Depression is a killer, in short. An adult in depression experiences several mental, emotional, and cognitive problems in understanding and dealing with depression so one can imagine how much trouble a child may face with depression. Sadly, children are not in a position to realize when they are depressed therefore, the onus lies on their parents or guardians to monitor a child's behavior for any signs of depression.
Here are a few tips that will help you diagnose depression in kids by observing their behaviors:
- The child will prefer to live in solitude and withdraw in his own world. He will prefer the confines of his own bedroom and always avoid interacting or meeting with people whether family members or outsiders.
- The child will tend to avoid participating in everyday activities and responsibilities with vigor and enthusiasm. He will always seem lost in his own world.
- A depressed child will show behavior of insecurity. This means that the child will tend to feel insecure when the person he loves goes out of his sight for even a few minutes. In extreme cases, the insecurities take the shape of suspicion and increase in depression frequency.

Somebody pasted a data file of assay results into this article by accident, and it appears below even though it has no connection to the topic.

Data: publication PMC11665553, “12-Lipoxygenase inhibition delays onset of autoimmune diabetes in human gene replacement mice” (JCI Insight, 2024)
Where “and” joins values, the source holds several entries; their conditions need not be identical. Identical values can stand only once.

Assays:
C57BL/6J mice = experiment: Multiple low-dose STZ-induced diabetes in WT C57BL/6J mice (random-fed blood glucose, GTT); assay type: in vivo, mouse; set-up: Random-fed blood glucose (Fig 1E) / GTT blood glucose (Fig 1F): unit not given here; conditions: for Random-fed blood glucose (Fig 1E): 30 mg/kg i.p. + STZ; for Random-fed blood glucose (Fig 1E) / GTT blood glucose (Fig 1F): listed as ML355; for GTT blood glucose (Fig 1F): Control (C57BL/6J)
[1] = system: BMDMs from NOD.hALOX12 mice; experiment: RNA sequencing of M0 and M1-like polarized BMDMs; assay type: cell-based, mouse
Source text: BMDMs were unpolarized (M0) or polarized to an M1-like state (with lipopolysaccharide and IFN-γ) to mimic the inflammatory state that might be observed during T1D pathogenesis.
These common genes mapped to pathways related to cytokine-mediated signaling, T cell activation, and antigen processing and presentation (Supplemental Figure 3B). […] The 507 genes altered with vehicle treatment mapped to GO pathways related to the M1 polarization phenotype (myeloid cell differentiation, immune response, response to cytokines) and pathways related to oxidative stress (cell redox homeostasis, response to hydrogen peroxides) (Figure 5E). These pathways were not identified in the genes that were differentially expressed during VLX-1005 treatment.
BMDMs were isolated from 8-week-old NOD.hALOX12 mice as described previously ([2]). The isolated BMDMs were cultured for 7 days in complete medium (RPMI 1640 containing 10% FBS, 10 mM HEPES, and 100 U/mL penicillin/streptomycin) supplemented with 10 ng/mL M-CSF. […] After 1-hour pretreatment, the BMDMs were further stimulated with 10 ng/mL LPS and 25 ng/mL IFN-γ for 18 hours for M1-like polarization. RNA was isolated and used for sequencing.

- A depressed child will cling to the person he loves. This is akin to insecurity, but there is a difference - the child will feel lost when left alone and seek attention by clinging to people. This is different from insecurity feelings.
- The child will have outbursts - it can be anger, sadness or excessive happiness without any reason. Yes, we all have outbursts at some points in our life to give vent to frustrations, but that do not make us depressed. The thing to note here is that a depressed child will have outbursts without any apparent reason like shouting to a parent just because he did not get the book he wanted.
- When the depression increases, a child may inflict self-harm to get attention or try to end his life because he finds it worthless. Self harm is dangerous.